Let me say to avoid the slightest ambiguity that I have always supported the Treaty settlement process. I still do. There were clearly gross injustices committed historically, and where those can be established beyond reasonable doubt, compensation should be paid to the descendants of those affected. One can debate how big those settlements should be, but I don’t think any fair person can object to the principle of compensation, provided of course that it is both fair and final.
But there is absolutely no case that I can see for treating Maori people differently in general legislation, as is done for example in the Resource Management Act, which enjoins local councils to consult with their communities and with Maori. If I were Maori, I would find that grossly insulting language, patronizing, and implying as it does that Maori are not part of the community.
Nor are there any grounds for separate Maori political representation, in Parliament or anywhere else. The Maori electorates were established for a five year period in 1867. There is no logic for them at all 143 years later. Maori are absolutely capable of being elected to Parliament on their own merits, and when I was in Parliament there were 21 Members of Parliament with Maori ancestry, only seven of them elected in the separate Maori electorates.
And of course, the same principle applies to local government. Here in Auckland at the recent election, and without any special legislation, Maori achieved the proportion of elected representatives on the new Council that their numbers warrant.
You can agree of not with what he said but those views are not an attack on Maori.
He is not suggesting they have fewer rights than any other New Zealanders, he is criticising legislation which gives them more.
A European, or any other racially based party would be seen as grossly inappropriate.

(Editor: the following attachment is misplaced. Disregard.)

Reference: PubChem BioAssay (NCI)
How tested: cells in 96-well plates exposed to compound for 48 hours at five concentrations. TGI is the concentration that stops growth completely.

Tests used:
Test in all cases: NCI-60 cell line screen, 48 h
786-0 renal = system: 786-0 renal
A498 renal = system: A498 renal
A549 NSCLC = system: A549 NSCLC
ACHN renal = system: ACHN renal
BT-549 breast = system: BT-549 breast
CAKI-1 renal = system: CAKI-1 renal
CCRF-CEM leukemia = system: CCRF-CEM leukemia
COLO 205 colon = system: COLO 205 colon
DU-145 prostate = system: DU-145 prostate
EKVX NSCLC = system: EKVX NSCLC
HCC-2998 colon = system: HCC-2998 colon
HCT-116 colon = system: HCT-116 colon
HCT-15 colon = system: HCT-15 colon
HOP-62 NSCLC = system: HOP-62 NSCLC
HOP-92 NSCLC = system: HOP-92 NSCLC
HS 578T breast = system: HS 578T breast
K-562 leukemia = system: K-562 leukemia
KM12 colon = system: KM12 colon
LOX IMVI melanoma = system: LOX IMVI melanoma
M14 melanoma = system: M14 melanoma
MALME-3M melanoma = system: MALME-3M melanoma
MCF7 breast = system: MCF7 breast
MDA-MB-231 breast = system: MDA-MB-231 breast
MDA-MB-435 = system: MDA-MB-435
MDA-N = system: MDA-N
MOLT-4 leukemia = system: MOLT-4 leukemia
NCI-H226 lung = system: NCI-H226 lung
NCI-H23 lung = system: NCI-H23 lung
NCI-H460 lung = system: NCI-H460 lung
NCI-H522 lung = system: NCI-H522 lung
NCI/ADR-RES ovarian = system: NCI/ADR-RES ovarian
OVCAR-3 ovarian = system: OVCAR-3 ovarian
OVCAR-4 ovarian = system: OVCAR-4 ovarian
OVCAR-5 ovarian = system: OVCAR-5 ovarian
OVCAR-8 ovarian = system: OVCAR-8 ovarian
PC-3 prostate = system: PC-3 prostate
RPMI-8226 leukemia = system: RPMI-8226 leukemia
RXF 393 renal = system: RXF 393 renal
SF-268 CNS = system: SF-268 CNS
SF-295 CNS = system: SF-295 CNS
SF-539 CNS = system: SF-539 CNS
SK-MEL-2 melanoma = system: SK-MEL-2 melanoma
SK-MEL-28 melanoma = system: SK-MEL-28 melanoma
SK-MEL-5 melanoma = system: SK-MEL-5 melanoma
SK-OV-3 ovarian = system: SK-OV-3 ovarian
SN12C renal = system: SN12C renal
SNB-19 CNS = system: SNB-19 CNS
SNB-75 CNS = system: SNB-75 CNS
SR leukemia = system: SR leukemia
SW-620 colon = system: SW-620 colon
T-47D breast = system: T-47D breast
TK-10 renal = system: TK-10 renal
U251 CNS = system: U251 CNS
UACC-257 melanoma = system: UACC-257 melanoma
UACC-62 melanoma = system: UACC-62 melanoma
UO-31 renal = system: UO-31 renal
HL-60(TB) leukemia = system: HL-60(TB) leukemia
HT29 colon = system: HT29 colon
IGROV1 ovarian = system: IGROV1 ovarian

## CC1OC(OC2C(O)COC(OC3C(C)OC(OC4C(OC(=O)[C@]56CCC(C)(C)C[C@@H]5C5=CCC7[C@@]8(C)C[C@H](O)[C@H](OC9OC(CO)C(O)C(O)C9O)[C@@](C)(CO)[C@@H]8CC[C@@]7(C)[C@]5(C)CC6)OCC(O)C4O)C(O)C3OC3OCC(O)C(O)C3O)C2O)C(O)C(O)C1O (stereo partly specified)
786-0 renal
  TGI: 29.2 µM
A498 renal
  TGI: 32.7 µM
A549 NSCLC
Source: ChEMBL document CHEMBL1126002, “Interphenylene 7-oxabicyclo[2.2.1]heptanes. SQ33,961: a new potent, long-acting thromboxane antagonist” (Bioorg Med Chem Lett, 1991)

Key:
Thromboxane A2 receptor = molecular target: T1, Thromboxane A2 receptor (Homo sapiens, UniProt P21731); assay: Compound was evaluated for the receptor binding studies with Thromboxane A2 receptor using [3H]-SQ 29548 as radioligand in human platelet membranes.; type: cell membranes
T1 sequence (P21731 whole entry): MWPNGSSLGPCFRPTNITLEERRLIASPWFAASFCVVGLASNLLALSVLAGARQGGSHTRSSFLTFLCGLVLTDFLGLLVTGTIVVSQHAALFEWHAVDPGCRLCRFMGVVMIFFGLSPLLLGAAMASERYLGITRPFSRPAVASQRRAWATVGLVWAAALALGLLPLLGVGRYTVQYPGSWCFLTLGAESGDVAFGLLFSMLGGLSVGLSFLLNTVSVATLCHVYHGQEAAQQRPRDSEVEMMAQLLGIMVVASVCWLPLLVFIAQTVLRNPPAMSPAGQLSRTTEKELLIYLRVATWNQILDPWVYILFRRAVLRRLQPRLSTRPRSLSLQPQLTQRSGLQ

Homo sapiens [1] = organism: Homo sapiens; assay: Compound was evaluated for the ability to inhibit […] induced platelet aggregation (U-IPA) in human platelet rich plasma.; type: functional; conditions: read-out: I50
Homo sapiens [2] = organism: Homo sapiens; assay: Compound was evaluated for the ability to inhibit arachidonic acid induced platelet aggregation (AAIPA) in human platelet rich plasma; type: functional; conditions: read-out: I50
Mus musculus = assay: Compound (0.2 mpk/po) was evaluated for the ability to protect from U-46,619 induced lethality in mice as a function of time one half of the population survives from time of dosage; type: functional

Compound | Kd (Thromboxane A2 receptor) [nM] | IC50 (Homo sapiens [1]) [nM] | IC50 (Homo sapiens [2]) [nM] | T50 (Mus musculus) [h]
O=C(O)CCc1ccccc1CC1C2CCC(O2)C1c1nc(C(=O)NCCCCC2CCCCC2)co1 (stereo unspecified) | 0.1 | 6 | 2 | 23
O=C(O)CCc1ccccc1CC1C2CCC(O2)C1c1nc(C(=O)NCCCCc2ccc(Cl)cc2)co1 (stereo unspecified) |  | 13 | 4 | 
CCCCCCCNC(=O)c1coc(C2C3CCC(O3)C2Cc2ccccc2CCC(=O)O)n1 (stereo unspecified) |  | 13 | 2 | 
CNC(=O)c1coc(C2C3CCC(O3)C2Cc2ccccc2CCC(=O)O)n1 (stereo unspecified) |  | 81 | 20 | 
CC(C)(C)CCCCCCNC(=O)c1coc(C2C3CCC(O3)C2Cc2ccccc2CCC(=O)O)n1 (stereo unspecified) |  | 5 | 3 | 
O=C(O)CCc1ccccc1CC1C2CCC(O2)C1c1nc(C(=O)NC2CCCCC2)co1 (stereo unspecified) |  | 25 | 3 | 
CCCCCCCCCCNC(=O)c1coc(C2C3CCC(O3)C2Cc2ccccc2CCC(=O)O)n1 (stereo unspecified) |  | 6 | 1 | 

It could be seen as insulting and patronising that Maori have to be consulted separately because it suggests they don’t have the same rights and abilities as anyone else.
The Maori seats were established for a five-year period more than 100 years ago, there is no longer any logic for them and the Commission which designed MMP recommended that they went when MMP was introduced.
Like Don I support the settlement of past grievances. Some appalling things were done in the past and while individually no-one today is responsible for that, as a country we do have a responsibility to make amends and pay compensation.
The Maori culture must be respected and protected – if we don’t do it here it won’t be done anywhere else.
The the over representation of Maori in negative statistics and under representation in positive ones must be addressed.
It would be racist to say Maori are not New Zealanders or treat them as anything but New Zealanders. It is racist to treat any group of New Zealanders as anything other than New Zealanders.
Regardless of what happened in the past and any problems there are now, we have to be very, very careful about treating any group as special or different. Special or different for supposedly positive reasons can very easily become special and different for negative ones.